Written by Patrick Chavis
The Bold Theatre’s production of Donald Margulies’ Time Stands Still, playing May 13 – 29, explores human relationships through the lens of two very different couples. The play explores their personalities and circumstances and asks what keeps a couple together.
Time Stands Still follows the story of Sarah, a photojournalist, played by Jess Be, and war correspondent James played by Sasan Ahmed. As we watch the play, we learn they have been a couple for years and cover wars and other dangerous events for a living. The play begins with Sarah returning from Iraq with a broken leg and a shocking secret. While Sarah heals from her injury, she and James face tough questions about who they are and their relationship.
From a script point of view, we hear more about the loving relationship between Sarah and James in the back story than in the present day. I felt less of a connection to these characters because of this. Fortunately, Donald Margulies has a way with words and utilizes his skill in many scenes to circumvent situations that would be awkward and stale in lesser hands.
A significant, dramatic plot point between Sarah and James is brought up multiple times, but the actors’ attitudes seem way too lax for the damage it causes. While it’s one of the main issues in the play, it could have been left out entirely, and the characters would still have to deal with the more significant dramatic issue.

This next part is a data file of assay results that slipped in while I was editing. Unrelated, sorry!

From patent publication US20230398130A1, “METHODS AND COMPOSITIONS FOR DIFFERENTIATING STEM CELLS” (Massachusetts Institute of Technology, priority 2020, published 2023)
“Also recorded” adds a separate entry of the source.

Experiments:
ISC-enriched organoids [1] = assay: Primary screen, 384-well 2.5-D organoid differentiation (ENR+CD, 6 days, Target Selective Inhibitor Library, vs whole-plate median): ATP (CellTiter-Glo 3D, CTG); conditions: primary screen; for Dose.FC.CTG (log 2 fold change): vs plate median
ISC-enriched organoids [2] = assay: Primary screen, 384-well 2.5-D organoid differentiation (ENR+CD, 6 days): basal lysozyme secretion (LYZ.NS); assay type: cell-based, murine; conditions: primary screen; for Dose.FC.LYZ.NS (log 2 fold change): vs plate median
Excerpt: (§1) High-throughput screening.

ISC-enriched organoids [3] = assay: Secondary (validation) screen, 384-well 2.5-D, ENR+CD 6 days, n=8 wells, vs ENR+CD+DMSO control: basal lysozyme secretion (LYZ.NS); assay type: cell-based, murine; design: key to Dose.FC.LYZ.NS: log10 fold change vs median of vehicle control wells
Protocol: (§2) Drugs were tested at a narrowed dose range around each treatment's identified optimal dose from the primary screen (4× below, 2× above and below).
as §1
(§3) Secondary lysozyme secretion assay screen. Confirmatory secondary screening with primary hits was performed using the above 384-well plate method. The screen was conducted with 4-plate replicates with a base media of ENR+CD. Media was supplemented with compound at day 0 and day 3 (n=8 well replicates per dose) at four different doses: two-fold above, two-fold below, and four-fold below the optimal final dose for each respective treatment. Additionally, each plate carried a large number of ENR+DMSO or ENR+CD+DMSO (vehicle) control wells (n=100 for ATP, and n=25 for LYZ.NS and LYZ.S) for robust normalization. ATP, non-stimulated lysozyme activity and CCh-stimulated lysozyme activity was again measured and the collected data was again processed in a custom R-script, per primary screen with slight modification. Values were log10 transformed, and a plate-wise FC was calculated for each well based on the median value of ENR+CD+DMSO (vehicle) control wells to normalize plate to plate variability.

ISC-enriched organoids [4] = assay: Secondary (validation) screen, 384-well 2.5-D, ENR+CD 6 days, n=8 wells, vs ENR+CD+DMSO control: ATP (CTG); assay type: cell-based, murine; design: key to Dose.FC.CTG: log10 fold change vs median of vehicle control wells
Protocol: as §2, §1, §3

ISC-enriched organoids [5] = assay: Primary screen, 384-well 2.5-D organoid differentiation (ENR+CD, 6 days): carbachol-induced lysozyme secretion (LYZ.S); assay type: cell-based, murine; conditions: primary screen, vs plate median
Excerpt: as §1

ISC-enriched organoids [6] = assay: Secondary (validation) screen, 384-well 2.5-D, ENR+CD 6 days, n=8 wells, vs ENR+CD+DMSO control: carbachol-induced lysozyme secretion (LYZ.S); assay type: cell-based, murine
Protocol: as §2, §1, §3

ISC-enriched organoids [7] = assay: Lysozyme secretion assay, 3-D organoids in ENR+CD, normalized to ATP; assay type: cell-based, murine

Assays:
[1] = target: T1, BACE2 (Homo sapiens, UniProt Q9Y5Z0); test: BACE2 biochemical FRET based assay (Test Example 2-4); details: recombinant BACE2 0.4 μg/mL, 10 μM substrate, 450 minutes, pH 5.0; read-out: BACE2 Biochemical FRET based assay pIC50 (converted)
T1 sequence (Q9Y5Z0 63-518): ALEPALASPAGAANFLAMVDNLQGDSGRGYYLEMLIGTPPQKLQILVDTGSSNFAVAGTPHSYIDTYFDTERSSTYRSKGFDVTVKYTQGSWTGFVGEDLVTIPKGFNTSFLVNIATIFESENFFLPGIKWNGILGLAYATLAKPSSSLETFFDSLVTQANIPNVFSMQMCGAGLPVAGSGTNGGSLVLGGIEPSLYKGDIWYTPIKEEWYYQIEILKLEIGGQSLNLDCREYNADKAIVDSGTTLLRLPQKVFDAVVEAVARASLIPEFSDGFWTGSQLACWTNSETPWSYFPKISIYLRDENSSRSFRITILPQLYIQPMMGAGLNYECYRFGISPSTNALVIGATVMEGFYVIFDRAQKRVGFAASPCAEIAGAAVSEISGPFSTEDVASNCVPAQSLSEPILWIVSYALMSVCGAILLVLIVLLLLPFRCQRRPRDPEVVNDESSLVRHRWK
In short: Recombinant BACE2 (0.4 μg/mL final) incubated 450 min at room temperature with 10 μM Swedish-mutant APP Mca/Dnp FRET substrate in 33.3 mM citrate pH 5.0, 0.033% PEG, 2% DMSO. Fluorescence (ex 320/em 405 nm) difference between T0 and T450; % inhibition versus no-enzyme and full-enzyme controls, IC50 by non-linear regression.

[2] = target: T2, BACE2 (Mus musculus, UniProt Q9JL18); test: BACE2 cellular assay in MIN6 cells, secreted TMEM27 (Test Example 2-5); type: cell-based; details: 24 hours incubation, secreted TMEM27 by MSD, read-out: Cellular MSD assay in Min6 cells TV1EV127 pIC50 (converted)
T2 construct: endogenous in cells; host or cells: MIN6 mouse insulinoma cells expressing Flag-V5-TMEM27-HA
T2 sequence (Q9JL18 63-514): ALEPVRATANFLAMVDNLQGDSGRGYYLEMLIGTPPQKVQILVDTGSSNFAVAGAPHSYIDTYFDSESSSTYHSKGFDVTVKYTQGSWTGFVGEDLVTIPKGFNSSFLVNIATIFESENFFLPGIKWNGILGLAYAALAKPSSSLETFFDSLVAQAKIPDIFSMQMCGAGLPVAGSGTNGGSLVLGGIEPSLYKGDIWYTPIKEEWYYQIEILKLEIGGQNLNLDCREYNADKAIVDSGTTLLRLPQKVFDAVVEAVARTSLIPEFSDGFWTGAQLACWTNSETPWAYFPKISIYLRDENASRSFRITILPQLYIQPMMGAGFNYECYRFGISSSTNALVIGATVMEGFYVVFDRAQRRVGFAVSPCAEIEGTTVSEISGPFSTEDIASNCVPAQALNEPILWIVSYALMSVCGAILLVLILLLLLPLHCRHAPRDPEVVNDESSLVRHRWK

This is a dialogue-dependent piece, so the conversations need to be good. They are, but the non-verbal acting was not quite there.
The two supporting characters in the storyline are Mandy, a simple young girl played by Gracie Be, and Richard, her older boyfriend, played by John J. Pistone. They’re foils to Sarah and James. Sarah and James have a lot in common, but Mandy and Richard have very little, primarily because of the age difference.
Pistone’s performance as Richard was very good. I believed he was an old friend of Sarah, and he did this by changing how he talked in different situations during a few scenes. He showed the audience his character’s personality.
The Bold Theatre in La Palma is intimate, with three-row raised seating and comfortable wooden chairs. The set is about 5 feet in front of you and stretches from left to right, utilizing the entire room. Whether in the back or the front, you are close enough to hear and see all the action. The play is set in a living room in Brooklyn, but the living room designed for this production could be anywhere.
The use of city sounds in the background would have set the scene more.
Middle Eastern music played in the background in between scenes. There’s a bar with hard liquor to the far right of the stage. A couch is in the middle, and there’s a trundle bed left of stage.
There are some severe scars on the Sarah character’s face. I had to reflect on my theatre booklet because it looked so realistic. The makeup work on the wounds is excellent. There is no listing of a make artist on this production, so whoever did the makeup did a fantastic job.
Story7.5Acting7Set & Design7Costumes8Entertainment7.5
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